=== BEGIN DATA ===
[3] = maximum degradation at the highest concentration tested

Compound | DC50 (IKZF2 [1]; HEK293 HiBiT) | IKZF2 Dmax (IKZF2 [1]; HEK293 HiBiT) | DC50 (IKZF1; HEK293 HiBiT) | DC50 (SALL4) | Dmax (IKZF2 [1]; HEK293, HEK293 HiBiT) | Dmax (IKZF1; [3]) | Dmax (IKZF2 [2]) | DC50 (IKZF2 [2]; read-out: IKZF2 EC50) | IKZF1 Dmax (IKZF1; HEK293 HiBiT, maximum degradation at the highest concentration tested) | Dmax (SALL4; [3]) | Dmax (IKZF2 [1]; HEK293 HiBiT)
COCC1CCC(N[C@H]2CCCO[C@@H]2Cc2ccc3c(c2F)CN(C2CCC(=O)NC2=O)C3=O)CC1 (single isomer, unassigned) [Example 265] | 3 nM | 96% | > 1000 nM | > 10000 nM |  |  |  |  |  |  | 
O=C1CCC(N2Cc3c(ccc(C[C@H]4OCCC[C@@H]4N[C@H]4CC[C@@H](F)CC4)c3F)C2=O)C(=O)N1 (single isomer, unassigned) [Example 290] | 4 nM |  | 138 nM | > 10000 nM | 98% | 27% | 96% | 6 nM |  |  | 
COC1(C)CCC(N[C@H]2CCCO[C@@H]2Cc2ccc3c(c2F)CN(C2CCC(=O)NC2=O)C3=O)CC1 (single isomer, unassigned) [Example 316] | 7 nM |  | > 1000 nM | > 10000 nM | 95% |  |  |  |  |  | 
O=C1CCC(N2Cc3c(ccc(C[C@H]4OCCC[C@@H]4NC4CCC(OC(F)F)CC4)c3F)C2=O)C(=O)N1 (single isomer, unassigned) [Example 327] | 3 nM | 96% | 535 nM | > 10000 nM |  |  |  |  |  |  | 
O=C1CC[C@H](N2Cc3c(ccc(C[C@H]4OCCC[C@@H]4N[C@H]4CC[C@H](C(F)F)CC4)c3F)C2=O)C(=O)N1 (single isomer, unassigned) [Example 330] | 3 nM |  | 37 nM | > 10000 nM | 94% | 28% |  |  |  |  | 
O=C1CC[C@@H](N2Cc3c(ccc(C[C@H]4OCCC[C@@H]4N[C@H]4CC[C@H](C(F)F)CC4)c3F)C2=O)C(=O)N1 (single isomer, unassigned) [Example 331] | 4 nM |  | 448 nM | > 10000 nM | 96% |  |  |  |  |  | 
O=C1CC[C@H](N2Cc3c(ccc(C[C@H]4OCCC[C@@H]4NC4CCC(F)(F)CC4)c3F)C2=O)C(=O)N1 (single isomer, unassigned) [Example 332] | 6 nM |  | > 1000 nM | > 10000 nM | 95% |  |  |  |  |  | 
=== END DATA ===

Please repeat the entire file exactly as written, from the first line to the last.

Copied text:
[3] = maximum degradation at the highest concentration tested

Compound | DC50 (IKZF2 [1]; HEK293 HiBiT) | IKZF2 Dmax (IKZF2 [1]; HEK293 HiBiT) | DC50 (IKZF1; HEK293 HiBiT) | DC50 (SALL4) | Dmax (IKZF2 [1]; HEK293, HEK293 HiBiT) | Dmax (IKZF1; [3]) | Dmax (IKZF2 [2]) | DC50 (IKZF2 [2]; read-out: IKZF2 EC50) | IKZF1 Dmax (IKZF1; HEK293 HiBiT, maximum degradation at the highest concentration tested) | Dmax (SALL4; [3]) | Dmax (IKZF2 [1]; HEK293 HiBiT)
COCC1CCC(N[C@H]2CCCO[C@@H]2Cc2ccc3c(c2F)CN(C2CCC(=O)NC2=O)C3=O)CC1 (single isomer, unassigned) [Example 265] | 3 nM | 96% | > 1000 nM | > 10000 nM |  |  |  |  |  |  | 
O=C1CCC(N2Cc3c(ccc(C[C@H]4OCCC[C@@H]4N[C@H]4CC[C@@H](F)CC4)c3F)C2=O)C(=O)N1 (single isomer, unassigned) [Example 290] | 4 nM |  | 138 nM | > 10000 nM | 98% | 27% | 96% | 6 nM |  |  | 
COC1(C)CCC(N[C@H]2CCCO[C@@H]2Cc2ccc3c(c2F)CN(C2CCC(=O)NC2=O)C3=O)CC1 (single isomer, unassigned) [Example 316] | 7 nM |  | > 1000 nM | > 10000 nM | 95% |  |  |  |  |  | 
O=C1CCC(N2Cc3c(ccc(C[C@H]4OCCC[C@@H]4NC4CCC(OC(F)F)CC4)c3F)C2=O)C(=O)N1 (single isomer, unassigned) [Example 327] | 3 nM | 96% | 535 nM | > 10000 nM |  |  |  |  |  |  | 
O=C1CC[C@H](N2Cc3c(ccc(C[C@H]4OCCC[C@@H]4N[C@H]4CC[C@H](C(F)F)CC4)c3F)C2=O)C(=O)N1 (single isomer, unassigned) [Example 330] | 3 nM |  | 37 nM | > 10000 nM | 94% | 28% |  |  |  |  | 
O=C1CC[C@@H](N2Cc3c(ccc(C[C@H]4OCCC[C@@H]4N[C@H]4CC[C@H](C(F)F)CC4)c3F)C2=O)C(=O)N1 (single isomer, unassigned) [Example 331] | 4 nM |  | 448 nM | > 10000 nM | 96% |  |  |  |  |  | 
O=C1CC[C@H](N2Cc3c(ccc(C[C@H]4OCCC[C@@H]4NC4CCC(F)(F)CC4)c3F)C2=O)C(=O)N1 (single isomer, unassigned) [Example 332] | 6 nM |  | > 1000 nM | > 10000 nM | 95% |  |  |  |  |  | 